The CLEM Workflow
The further we dive into multimodal imaging, the least it becomes possible to define correlative microscopies.
To cut a long story short, we aim to observe one exact same sample sequentially using various imaging technologies, to ultimately blend them into one single virtual dataset.
To achieve that, the sample must be prepared from the very first step with all the various transformations it will undergo in mind.
We focus our attention on Fluorescence Live Cell Imaging, cryo-immobilization (optimal ultrastructure preservation), electron microscopy imaging and ultimately, image registration. This is a narrow path, but likely to cover the broadest range of multimodal cell and tissue imaging. Want to know more? Let's take an example
Live Cell Imaging
Life science is about observing changes in a dynamic environment upon stimulation to understand the underlying mechanisms. Live cell imaging is therefore one major technique used to observe these changes as they happen. To make sure we capture the event of interest as we go to the electron microscope (a tool to observe ultrastructure of fixed material), we associate a light microscope to our High Pressure Freezer to achieve a temporal resolution of 1.26second between the last living image and the cryo-immobilization of the sample.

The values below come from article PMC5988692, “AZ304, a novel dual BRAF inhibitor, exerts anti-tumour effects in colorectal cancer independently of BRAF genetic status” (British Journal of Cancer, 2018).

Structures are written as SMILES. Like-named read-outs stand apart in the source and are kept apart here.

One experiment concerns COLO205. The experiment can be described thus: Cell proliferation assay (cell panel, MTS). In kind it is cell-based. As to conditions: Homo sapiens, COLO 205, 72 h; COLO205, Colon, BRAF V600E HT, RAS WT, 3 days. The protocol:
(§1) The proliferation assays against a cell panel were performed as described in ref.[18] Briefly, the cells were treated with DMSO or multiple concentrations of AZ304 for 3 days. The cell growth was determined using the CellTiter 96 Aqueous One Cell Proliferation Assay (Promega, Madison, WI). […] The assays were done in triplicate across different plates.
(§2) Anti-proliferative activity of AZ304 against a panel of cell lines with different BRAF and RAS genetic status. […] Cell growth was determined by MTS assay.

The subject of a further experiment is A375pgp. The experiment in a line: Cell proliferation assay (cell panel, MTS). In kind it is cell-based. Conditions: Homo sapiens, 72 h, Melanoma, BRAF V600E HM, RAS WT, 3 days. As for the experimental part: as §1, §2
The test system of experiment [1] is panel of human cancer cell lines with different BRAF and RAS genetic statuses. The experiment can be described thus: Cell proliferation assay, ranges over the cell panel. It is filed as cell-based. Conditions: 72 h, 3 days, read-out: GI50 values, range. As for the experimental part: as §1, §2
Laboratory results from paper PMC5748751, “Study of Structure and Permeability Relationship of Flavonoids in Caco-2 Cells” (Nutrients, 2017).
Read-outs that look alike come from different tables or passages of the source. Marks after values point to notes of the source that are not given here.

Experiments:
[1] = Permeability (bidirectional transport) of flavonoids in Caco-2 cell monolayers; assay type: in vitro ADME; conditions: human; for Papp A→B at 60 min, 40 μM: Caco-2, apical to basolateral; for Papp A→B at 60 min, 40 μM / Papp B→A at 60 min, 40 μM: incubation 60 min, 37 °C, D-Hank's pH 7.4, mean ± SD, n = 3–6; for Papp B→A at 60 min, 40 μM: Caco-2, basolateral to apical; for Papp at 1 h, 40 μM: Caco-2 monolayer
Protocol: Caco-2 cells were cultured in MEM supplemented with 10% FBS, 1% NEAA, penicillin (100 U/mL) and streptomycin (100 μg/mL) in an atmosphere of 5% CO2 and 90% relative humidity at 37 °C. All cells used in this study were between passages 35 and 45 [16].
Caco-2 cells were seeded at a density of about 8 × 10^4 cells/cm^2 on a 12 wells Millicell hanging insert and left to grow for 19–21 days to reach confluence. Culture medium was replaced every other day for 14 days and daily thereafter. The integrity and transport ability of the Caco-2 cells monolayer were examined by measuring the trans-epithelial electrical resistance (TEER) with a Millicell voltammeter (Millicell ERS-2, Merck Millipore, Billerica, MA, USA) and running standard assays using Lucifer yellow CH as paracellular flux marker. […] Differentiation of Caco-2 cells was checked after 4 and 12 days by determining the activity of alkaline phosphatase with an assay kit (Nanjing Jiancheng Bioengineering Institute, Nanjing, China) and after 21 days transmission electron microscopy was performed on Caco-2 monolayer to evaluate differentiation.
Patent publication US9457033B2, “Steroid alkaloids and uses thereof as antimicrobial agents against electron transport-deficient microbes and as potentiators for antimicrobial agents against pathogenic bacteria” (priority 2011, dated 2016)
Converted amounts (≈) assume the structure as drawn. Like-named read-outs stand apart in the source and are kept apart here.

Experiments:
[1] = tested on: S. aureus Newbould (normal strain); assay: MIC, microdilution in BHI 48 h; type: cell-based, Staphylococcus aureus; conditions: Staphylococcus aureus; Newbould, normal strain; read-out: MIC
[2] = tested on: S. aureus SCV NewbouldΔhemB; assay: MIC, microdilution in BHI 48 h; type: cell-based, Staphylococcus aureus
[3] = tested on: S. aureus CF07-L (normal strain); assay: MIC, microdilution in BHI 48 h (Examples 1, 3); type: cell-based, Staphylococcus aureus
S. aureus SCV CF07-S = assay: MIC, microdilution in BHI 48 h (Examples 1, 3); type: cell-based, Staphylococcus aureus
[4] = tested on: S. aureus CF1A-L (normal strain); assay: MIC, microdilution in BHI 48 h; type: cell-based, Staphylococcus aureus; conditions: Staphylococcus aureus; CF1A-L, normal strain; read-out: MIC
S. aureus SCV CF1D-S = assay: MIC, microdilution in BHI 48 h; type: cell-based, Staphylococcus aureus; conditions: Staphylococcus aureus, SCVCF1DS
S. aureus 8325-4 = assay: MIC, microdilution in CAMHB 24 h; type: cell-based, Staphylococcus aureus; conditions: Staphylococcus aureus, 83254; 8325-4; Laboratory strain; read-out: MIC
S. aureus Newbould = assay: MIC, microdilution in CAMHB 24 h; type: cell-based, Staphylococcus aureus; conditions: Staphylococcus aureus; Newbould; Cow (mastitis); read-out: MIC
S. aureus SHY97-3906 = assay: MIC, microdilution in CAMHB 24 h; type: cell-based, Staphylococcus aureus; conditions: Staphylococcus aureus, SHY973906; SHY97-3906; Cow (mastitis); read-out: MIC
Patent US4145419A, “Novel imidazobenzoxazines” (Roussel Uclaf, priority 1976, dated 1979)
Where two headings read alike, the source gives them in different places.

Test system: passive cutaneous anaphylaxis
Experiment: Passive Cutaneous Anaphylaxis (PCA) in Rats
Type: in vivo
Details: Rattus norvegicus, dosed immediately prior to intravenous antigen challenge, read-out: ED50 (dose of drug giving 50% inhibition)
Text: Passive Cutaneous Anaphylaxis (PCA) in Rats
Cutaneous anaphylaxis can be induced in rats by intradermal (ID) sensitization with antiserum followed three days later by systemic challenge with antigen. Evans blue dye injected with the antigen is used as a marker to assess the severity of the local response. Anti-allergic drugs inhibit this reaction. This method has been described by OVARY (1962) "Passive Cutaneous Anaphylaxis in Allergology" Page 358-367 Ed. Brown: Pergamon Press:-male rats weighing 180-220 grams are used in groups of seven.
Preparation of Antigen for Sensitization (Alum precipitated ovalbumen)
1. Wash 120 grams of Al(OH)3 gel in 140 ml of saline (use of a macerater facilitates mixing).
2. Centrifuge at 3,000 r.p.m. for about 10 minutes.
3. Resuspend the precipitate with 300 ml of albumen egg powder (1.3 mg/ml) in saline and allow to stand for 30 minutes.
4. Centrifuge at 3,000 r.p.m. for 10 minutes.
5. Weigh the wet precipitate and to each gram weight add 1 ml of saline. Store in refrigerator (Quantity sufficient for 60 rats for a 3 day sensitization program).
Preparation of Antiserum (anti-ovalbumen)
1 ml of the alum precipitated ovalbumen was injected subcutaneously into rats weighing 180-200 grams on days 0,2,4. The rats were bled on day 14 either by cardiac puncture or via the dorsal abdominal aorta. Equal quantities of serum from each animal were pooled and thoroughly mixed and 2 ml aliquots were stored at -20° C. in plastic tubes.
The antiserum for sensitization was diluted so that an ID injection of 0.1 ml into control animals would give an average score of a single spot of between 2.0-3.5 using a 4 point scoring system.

High Pressure Freezing
Multimodal imaging often requires observing the sample through physically distinct microscopes, or after applying a physical transformation of the sample between two imaging steps.
Image registration is therefore an essential step where accurate superimposition of the various images at distinct magnification will allow targeting the structure of interest and identify precisely the phenotype of interest.